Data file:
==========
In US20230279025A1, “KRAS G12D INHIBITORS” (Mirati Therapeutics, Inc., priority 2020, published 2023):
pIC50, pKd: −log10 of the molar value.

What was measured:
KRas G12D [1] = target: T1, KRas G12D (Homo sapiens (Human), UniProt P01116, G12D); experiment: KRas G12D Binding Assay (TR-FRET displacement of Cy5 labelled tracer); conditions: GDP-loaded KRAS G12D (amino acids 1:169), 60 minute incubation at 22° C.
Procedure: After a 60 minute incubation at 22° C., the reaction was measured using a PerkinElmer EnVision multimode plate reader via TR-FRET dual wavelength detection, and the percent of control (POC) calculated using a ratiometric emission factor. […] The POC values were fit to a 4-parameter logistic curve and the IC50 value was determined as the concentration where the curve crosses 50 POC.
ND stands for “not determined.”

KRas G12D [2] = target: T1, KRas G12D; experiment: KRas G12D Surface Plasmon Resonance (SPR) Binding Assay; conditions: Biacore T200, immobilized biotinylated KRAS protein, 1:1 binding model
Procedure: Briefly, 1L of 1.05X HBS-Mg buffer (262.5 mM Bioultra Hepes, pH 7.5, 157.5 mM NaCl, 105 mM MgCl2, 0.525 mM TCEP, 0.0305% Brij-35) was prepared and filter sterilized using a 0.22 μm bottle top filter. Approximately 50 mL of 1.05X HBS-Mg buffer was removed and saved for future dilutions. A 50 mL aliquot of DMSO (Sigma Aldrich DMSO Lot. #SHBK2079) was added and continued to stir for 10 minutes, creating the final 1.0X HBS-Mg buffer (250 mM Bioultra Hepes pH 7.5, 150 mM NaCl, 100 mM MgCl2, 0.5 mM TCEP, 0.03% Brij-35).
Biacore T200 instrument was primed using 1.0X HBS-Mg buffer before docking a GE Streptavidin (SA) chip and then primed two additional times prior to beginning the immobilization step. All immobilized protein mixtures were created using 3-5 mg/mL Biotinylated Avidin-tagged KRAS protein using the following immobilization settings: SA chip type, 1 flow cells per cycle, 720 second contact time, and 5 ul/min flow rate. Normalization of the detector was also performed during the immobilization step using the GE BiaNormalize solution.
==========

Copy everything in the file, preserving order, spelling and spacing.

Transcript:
In US20230279025A1, “KRAS G12D INHIBITORS” (Mirati Therapeutics, Inc., priority 2020, published 2023):
pIC50, pKd: −log10 of the molar value.

What was measured:
KRas G12D [1] = target: T1, KRas G12D (Homo sapiens (Human), UniProt P01116, G12D); experiment: KRas G12D Binding Assay (TR-FRET displacement of Cy5 labelled tracer); conditions: GDP-loaded KRAS G12D (amino acids 1:169), 60 minute incubation at 22° C.
Procedure: After a 60 minute incubation at 22° C., the reaction was measured using a PerkinElmer EnVision multimode plate reader via TR-FRET dual wavelength detection, and the percent of control (POC) calculated using a ratiometric emission factor. […] The POC values were fit to a 4-parameter logistic curve and the IC50 value was determined as the concentration where the curve crosses 50 POC.
ND stands for “not determined.”

KRas G12D [2] = target: T1, KRas G12D; experiment: KRas G12D Surface Plasmon Resonance (SPR) Binding Assay; conditions: Biacore T200, immobilized biotinylated KRAS protein, 1:1 binding model
Procedure: Briefly, 1L of 1.05X HBS-Mg buffer (262.5 mM Bioultra Hepes, pH 7.5, 157.5 mM NaCl, 105 mM MgCl2, 0.525 mM TCEP, 0.0305% Brij-35) was prepared and filter sterilized using a 0.22 μm bottle top filter. Approximately 50 mL of 1.05X HBS-Mg buffer was removed and saved for future dilutions. A 50 mL aliquot of DMSO (Sigma Aldrich DMSO Lot. #SHBK2079) was added and continued to stir for 10 minutes, creating the final 1.0X HBS-Mg buffer (250 mM Bioultra Hepes pH 7.5, 150 mM NaCl, 100 mM MgCl2, 0.5 mM TCEP, 0.03% Brij-35).
Biacore T200 instrument was primed using 1.0X HBS-Mg buffer before docking a GE Streptavidin (SA) chip and then primed two additional times prior to beginning the immobilization step. All immobilized protein mixtures were created using 3-5 mg/mL Biotinylated Avidin-tagged KRAS protein using the following immobilization settings: SA chip type, 1 flow cells per cycle, 720 second contact time, and 5 ul/min flow rate. Normalization of the detector was also performed during the immobilization step using the GE BiaNormalize solution.